When a loved one is diagnosed with Alzheimer’s or another dementia, a person’s world is turned upside down. They are suddenly launched into a full-time job caring for a dementia patient, and it can be difficult to juggle both. Caregiver support groups are excellent tools for both experienced and new caregivers.
It’s important to begin with a little education. Not all types of dementia are genetic, and having a parent who has dementia doesn’t necessarily mean you will get dementia, or that you will pass it on to your children. Having a first-degree relative with a memory disorder does put you at an increased risk however, so let’s spend a little time talking about prevention and risk management.
1. Manage Other Health Conditions
In many cases, it’s not dementia itself that is the inherited problem. It’s the other conditions related to dementia, such as hypertension, high cholesterol, diabetes, and obesity. Managing these conditions is a great first step to reducing your own risk. Preventing them is better.
You have heard it before, and it’s still true. No way around this! Diet and exercise are critical. The research shows that even 20 minutes of exercise per day has a positive effect on brain health. This is just the minimum amount to have an effect- if you are at higher risk, it’s time to make exercise a priority.
The research on caregivers caring for loved ones with memory disorders is startling.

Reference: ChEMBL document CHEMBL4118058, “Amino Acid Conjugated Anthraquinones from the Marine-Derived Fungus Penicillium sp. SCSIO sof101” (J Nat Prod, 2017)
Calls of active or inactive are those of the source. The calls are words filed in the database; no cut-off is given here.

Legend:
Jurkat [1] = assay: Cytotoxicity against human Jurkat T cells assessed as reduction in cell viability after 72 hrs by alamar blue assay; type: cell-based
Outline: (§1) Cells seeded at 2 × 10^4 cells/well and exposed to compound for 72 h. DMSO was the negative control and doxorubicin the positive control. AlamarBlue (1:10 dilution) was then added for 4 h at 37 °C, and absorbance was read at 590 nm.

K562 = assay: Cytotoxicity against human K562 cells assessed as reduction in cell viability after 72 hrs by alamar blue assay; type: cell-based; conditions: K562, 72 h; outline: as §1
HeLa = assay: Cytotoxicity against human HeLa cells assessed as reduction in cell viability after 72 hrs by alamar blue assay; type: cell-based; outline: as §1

Caregivers often experience serious deterioration in their own health due to stress-related disorders. They may put off their own doctor’s appointments, delay check-ups, have less time for exercise, socialization and enjoyment, and often experience a lack of sleep and an increase in depression and anxiety. According to a study conducted by Stanford, between 40-60% of caregivers die before the person they are caring for.
Learning stress management skills, and utilizing adult day health care (including Saturdays) is an effective way for you to do the things you need to do, and be around to be a better caregiver by taking care of yourself.
4. Early Detection & Intervention
If you are noticing any cognitive changes, take immediate steps for diagnosis and treatment. Early treatment makes a big difference! While there isn’t a cure yet, there are treatments that can slow the progression of a memory disorder well before it becomes dementia. If a diagnosis is suspected or confirmed, ask to be referred to a neurologist who specializes in memory disorders.
5. Get Informed
Invest in your health and wellness by taking advantage of resources like the Mind Booster Series. This four-week series covers brain health, neurology, diet, exercise, cognitive exercises, mental health, stress management, and legal considerations. This series is for anyone concerned about brain health and aging well, and is geared toward living healthy, productive lives.
Go to www.AFSCenter.org for more information.